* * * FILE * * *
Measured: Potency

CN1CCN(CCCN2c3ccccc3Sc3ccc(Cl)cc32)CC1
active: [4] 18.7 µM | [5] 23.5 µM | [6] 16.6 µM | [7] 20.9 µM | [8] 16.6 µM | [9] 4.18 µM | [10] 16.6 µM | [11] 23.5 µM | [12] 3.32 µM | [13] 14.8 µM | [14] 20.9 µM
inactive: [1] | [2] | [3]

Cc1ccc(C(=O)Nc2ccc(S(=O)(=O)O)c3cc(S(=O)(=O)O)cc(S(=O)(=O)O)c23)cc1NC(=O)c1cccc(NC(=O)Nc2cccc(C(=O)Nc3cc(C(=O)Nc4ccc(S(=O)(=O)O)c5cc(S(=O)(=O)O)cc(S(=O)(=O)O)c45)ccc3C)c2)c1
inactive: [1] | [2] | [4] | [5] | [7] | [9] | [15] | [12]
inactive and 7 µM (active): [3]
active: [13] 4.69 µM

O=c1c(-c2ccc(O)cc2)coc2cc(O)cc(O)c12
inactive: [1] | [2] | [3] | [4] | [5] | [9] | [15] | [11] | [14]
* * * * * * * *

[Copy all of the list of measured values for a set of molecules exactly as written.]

Measured: Potency

CN1CCN(CCCN2c3ccccc3Sc3ccc(Cl)cc32)CC1
active: [4] 18.7 µM | [5] 23.5 µM | [6] 16.6 µM | [7] 20.9 µM | [8] 16.6 µM | [9] 4.18 µM | [10] 16.6 µM | [11] 23.5 µM | [12] 3.32 µM | [13] 14.8 µM | [14] 20.9 µM
inactive: [1] | [2] | [3]

Cc1ccc(C(=O)Nc2ccc(S(=O)(=O)O)c3cc(S(=O)(=O)O)cc(S(=O)(=O)O)c23)cc1NC(=O)c1cccc(NC(=O)Nc2cccc(C(=O)Nc3cc(C(=O)Nc4ccc(S(=O)(=O)O)c5cc(S(=O)(=O)O)cc(S(=O)(=O)O)c45)ccc3C)c2)c1
inactive: [1] | [2] | [4] | [5] | [7] | [9] | [15] | [12]
inactive and 7 µM (active): [3]
active: [13] 4.69 µM

O=c1c(-c2ccc(O)cc2)coc2cc(O)cc(O)c12
inactive: [1] | [2] | [3] | [4] | [5] | [9] | [15] | [11] | [14]